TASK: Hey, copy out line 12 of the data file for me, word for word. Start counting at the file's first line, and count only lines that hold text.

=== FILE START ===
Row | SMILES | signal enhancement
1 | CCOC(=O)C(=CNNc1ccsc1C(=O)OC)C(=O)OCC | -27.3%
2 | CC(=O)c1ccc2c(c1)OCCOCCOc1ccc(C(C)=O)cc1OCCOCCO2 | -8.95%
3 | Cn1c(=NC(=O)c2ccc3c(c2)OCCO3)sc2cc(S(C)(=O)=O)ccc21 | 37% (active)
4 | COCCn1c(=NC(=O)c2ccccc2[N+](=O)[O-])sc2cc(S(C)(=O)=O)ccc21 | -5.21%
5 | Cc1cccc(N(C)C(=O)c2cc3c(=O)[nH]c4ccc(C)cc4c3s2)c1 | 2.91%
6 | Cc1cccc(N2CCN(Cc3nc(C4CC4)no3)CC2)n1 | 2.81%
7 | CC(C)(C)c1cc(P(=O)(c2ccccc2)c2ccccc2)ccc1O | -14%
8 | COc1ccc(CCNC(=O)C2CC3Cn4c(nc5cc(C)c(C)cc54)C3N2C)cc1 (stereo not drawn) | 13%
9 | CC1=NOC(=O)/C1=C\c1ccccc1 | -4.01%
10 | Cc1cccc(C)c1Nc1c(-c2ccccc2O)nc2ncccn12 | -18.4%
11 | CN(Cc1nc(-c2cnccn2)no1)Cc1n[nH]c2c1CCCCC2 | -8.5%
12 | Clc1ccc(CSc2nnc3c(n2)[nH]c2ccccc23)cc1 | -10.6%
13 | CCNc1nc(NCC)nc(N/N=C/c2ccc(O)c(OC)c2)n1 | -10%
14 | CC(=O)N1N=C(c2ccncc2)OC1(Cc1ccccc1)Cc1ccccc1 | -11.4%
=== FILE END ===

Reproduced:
11 | CN(Cc1nc(-c2cnccn2)no1)Cc1n[nH]c2c1CCCCC2 | -8.5%